This might seem like a departure from the usual topic of fracking – but is it?
On Saturday 21st January 2017 there was an event held at the Countess of Chester Country Park (in Chester, NorthWest UK) to plant 3,000 trees as a community woodland.
Alocal councillor used part of his members budget to purchase the trees, the Mersey Forest kindly added £10,000 to provide the planning, tools and expertise in an area which has been identified and agreed by the Land Trust. This will create much needed wet woodland but not affect any proposed works at Finchett’s Gutter, which carries most of the watershed from the Chester area into the River Dee.
This is one of several projects that have come about since the Frack Free campaign started growing in the Frack Free Dee area. The basic premise of the FFD coalition was to raise awareness about fracking and to help set up community groups in areas under threat. Not only is an organised local group the best defense against the fracking industry, once these groups are started up and organised, people become skilled and can organise themselves to tackle other problems within their own community.
Councillor Bryan himself was voted into Cheshire West & Chester council on the back of his part in the frack-free campaign, and this tre planting is an initiative that he has set up in his role as a councilor. Also, as I took part in the tree planting, I was actually surprised at how many of the frack-free community had turned up to take part and feel ownership of this part of the community. I know many of the people there from Frack Free Little Stanney, Frack Free Upton, Frack Free Tarvin, Ellesmere Port Frack Free, including myself, had not previously got involved in community projects before.
Campaigns such as the Frack Free movement can have a beneficial effect way outside of its immediate area of concern. Being part of a coalition also gives more opportunities to share skills and arrange training days and workshops that, if taken onboard can enhance our lives and the lives of those around us.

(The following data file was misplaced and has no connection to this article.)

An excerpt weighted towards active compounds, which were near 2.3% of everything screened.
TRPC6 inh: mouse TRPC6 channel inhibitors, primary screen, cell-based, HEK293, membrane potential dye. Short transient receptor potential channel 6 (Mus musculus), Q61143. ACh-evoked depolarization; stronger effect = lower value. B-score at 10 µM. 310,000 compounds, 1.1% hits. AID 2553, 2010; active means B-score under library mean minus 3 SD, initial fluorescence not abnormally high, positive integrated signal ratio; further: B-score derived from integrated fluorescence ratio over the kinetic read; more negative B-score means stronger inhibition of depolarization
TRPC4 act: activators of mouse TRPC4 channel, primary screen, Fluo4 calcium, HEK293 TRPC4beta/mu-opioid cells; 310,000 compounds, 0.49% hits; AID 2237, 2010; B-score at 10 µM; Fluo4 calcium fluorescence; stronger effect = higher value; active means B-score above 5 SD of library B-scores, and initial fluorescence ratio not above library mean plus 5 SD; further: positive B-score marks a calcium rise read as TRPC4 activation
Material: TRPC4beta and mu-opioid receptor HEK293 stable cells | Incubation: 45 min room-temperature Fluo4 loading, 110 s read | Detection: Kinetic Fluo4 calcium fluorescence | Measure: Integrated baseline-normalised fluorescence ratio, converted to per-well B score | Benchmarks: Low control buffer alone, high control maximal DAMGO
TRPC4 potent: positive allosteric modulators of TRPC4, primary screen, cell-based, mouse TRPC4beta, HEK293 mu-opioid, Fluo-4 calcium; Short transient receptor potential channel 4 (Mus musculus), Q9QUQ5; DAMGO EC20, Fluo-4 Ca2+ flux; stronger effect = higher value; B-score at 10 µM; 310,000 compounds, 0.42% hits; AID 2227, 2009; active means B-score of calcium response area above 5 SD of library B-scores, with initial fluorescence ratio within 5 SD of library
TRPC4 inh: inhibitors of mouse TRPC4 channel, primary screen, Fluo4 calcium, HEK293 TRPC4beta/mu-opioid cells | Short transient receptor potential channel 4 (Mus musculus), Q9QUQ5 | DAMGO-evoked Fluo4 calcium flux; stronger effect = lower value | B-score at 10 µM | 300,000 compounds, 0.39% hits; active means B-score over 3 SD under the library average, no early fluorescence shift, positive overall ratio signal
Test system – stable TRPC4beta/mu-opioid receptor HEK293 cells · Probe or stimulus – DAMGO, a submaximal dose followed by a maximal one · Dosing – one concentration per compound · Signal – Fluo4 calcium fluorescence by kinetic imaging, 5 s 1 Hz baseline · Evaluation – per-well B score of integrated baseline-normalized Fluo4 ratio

Out of the local frack free campaign, several other initiatives have sprung up, including the formation of a kitchen to feed the homeless, and also quite a few people have got involved in the badger cull and other activities around animal cruelty. People come into the movement for various reasons, but the general trend seems to be that this opens their eyes to how our society works, how the system seems to serve itself and not the people. It gets harder to turn a blind eye, people start to value nature and respect the natural world. People become empowered to take action (such as this) to make the world a better place.
On and off through the day there were about 200 people and planted a massive 2000 trees! There must have been between 20-30 people from the frack free groups in the area in attendance today, it was at times like a big reunion!
Interested in trees?…..
Led by the Woodland Trust, more than 50 organisations from across multiple sectors, are standing together to call for a Charter for Trees, Woods and People.
Through collecting stories about what trees and woods mean to people, we are building a picture of their value to everyone in the UK. These stories will be used to create a set of guiding principles, around which the charter will be written. The final Charter for Trees, Woods and People will influence policy and practice and celebrate the role that trees and woods play in our lives.
The new charter will launch on November 6th 2017, the 800th anniversary of the Charter of the Forest.
For more information about how to get involved with the Charter for Trees, please see https://treecharter.uk/ for details, or to see if there are any events going on near you.
If there isn’t you could become a Charter Champion yourself…a handbook on how to do this can be read here –